INMO calls for more publicly funded third-level nursing places to address shortfalls

A recent report said the intake of nursing students at third-level will need to double in the next 20 years to meet the State's demand
INMO calls for more publicly funded third-level nursing places to address shortfalls

Muireann Duffy

The Irish Nurses and Midwives Organisation (INMO) has urged the Government to increase the number of publicly funded higher education places for nurses and midwives in order to meet staffing shortfalls.

The call comes following the findings of a Government-commissioned report which said the intake of such students will need to double over the next 20 years.

The INMO said the increases must be prioritised in order to ensure the State has a sufficient number of nurses and midwives to meet the needs of a growing population.

"The INMO has long warned that Ireland’s health service will be under even more severe pressure unless the amount of undergraduate nursing places is increased," the group's general secretary Phil Ní Sheaghdha said.

"The Government have ignored their obligation in this regard for some time.

"We must now ensure that any additional places that are provided are publicly funded. It is not enough to just provide the college places, we must ensure that the Irish health service is an attractive and safe place to work upon graduation. Unfortunately, this is not the case for the Class of 2022.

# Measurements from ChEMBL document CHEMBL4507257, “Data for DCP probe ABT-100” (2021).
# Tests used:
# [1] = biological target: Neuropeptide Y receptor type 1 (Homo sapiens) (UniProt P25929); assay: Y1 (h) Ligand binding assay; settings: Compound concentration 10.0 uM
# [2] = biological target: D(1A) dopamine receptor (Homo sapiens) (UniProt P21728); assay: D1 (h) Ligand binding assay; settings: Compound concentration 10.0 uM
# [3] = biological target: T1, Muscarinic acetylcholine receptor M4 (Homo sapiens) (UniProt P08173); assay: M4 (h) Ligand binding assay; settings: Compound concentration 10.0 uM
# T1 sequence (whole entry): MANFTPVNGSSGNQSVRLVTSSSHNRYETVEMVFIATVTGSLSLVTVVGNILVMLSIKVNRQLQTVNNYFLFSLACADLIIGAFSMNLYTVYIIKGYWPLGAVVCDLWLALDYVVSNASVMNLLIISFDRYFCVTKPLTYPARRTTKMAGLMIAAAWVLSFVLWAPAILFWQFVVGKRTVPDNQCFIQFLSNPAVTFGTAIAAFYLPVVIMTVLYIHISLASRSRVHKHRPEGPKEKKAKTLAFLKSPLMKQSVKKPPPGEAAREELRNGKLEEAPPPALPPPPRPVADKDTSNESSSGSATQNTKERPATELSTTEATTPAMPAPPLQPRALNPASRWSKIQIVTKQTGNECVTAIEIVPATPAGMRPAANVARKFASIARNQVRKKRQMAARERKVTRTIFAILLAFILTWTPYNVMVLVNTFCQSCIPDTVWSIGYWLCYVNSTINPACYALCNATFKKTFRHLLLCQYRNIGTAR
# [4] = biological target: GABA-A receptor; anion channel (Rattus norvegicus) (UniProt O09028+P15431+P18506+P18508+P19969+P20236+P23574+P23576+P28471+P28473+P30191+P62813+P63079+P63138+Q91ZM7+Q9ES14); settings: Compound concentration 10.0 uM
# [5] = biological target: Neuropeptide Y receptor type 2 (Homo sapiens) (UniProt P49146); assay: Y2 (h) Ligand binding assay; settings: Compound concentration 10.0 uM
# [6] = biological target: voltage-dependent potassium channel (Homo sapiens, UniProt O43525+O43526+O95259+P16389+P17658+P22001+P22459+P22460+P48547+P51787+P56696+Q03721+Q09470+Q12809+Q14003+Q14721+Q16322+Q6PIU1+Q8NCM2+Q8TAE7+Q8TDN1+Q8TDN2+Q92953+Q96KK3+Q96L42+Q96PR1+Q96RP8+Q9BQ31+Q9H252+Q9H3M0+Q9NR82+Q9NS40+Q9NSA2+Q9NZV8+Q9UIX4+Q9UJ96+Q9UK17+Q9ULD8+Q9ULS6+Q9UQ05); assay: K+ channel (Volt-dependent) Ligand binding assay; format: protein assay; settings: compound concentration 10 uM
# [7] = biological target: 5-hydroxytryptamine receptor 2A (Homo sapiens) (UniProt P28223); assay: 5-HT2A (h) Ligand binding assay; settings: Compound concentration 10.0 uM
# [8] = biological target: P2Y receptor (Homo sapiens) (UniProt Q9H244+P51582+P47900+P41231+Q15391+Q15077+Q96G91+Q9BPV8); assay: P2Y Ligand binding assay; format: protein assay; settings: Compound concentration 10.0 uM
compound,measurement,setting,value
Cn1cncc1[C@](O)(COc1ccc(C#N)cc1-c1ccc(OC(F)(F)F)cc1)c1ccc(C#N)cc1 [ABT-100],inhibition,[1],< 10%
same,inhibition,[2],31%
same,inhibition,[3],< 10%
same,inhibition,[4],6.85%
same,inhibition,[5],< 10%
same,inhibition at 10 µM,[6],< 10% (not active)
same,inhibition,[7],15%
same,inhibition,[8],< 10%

"Alternative pathways to nursing and midwifery must be prioritised. Additional places must be reserved for those who complete pre-nursing courses in our colleges of further education. It is not enough to provide sufficient undergraduate places. Safe staffing levels must be provided for in teaching locations in order to allow for safe and appropriate learning," she added.

While Ms Ní Sheaghdha said the State must continue to recruit staff from abroad, she added we must also "train more ourselves".

"We train far fewer nurses and midwives than we need, but we know that thousands more want to join the nursing family.

"Over 4,363 students put a nursing or midwifery course as their first choice on their CAO this year. We provide 1,700 places.

"The demand is there for our profession but we must ensure that nursing and midwifery is an attractive career pathway for young people by fast-tracking recruitment and retention measures."

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